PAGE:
Much will depend on the extent of the infection and if any viral spreading has taken place. Most of the time cold sore infections can still be treated with an effective OTC medication. Although the healing time will likely take longer, the medication is usually the same.
If you decide to consult your doctor about your situation, this will naturally open a new door. Once your infection has been diagnosed there is the potential for stronger medication to be introduced. Typically it will be prescription based.
- Infected cold sores need to be medically treated differently from person to person. While most infected sores can still be treated with an OTC treatment, so much depends on the individual.
Can a Doctor Heal Cold Sores That Won’t Go Away?
If you decide to seek professional treatment for your cold sores your healing time will be quite rapid. Unless the underlying condition is found that introduces new issues, standard healing will be faster in the care of a physician.
The main reason that a physician can heal cold sores that seemingly will not go away is simple access. While healing measures are quite extensive, the general public does not receive it all. There are certain creams, gels, injections, and oral medications that a doctor can introduce that you cannot purchase off the shelf.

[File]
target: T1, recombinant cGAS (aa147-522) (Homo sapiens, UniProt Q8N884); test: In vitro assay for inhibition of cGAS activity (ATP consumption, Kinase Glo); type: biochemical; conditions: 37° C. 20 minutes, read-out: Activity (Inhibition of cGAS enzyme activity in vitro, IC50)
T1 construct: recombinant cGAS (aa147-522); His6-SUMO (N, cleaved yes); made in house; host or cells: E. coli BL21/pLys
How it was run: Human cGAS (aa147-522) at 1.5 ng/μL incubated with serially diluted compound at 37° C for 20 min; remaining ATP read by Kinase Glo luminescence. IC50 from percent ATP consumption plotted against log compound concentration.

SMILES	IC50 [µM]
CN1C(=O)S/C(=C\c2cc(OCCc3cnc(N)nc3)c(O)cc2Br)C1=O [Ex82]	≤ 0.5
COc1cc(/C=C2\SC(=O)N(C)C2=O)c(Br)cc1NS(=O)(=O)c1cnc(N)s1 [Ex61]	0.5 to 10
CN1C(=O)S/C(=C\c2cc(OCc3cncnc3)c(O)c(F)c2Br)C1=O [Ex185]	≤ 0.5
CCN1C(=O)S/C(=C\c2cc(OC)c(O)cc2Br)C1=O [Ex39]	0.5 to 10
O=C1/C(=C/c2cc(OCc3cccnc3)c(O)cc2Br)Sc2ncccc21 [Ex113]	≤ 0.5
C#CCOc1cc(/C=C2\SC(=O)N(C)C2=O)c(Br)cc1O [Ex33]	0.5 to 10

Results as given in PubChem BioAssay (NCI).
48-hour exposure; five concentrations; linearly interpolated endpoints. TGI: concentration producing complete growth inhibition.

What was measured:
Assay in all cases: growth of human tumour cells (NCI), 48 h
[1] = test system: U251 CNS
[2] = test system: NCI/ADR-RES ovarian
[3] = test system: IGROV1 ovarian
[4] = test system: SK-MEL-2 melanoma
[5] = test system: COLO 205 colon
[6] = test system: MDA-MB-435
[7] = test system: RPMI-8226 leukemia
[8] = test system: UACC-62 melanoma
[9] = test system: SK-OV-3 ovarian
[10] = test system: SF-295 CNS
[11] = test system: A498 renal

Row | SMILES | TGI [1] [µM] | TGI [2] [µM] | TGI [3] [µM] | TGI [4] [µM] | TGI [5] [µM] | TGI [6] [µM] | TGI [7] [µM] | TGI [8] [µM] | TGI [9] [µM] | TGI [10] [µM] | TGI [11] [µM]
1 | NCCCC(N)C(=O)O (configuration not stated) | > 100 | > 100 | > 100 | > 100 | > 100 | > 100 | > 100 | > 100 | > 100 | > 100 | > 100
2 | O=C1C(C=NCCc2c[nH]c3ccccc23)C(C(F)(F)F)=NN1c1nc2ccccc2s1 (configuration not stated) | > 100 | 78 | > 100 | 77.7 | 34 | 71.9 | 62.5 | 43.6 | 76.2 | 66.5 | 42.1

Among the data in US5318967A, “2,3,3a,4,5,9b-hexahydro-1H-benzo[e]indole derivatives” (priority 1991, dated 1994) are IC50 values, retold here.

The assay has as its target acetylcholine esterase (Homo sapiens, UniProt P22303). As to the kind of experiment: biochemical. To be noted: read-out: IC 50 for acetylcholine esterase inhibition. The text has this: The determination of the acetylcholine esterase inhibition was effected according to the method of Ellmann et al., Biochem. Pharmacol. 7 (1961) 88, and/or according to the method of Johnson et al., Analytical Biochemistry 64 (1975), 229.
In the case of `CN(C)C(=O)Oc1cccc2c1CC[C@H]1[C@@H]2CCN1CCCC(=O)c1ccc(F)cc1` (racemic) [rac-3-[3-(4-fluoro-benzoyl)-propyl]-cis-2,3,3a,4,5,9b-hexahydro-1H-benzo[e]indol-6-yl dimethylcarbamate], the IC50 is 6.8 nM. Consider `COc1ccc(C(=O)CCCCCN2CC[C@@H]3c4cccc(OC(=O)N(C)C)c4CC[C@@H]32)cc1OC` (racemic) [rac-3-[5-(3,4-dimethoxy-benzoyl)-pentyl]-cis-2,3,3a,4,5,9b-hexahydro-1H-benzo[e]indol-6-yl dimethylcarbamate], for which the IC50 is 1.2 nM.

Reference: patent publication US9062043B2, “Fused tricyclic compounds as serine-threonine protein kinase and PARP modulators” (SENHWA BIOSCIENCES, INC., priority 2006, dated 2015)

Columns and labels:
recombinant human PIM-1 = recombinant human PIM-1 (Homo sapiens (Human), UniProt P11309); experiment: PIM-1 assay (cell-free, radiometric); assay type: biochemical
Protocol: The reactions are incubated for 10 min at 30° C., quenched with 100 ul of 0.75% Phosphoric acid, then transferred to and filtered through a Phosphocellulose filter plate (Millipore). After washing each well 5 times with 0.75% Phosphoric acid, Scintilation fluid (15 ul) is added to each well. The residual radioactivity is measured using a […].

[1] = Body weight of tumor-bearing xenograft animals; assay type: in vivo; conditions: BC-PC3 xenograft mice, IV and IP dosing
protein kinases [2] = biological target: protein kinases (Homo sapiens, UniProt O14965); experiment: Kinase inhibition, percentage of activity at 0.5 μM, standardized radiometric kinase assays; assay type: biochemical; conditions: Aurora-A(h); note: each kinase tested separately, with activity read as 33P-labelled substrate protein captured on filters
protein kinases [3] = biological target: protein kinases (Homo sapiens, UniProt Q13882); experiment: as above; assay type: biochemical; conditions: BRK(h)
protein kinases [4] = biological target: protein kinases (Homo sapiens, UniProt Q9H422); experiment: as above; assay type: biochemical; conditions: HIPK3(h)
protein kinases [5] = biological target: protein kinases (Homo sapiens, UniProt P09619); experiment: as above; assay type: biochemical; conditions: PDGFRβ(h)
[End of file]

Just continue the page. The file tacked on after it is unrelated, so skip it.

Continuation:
While seeking treatment from your physician is not very common, some fever blisters are stubborn. Visiting your doctor, especially during your initial outbreak, can grant you peace of mind.
- Physicians have more tools at their disposal. That is the main reason while healing is faster when you are in their care.
- The introduction of oral medications, as well as topical creams and injections, are common.
What Can Doctors Prescribe for Cold Sores?
Your primary care physician or recommended dermatologist has many medical options. This is due in no small measure because different people respond in different ways. Some meds are not only more effective, but some cannot be administered to some individuals due to allergic consequences.
Listed below are just a few prescription options that are available for treating cold sores:
- Acyclovir (Oral Antiviral)
- Valtrex (Oral Antiviral)
- Valacyclovir (Oral Antiviral)
- Zovirax (Oral Antiviral)
- Denavir (Topical Ointment)
Serious Cold Sores Require Medical Care
While it is never wise to have a knee-jerk reaction and rush to the doctor or hospital when you have a cold sore, medical care is essential under certain circumstances. Although the vast majority of cold sores heal without issue, even faster with a quality OTC, some will not.
A certain amount of pain comes with the territory. In full disclosure, it just means that you are normal. It is only when healing does not occur, or the sore continues to get worse (even with treatment) that you need to be concerned.
Once you familiarize yourself with HSV-1 and cold sore development, you will know the signs that require a doctor visit. Taking cues from your body will typically lead you down the right path.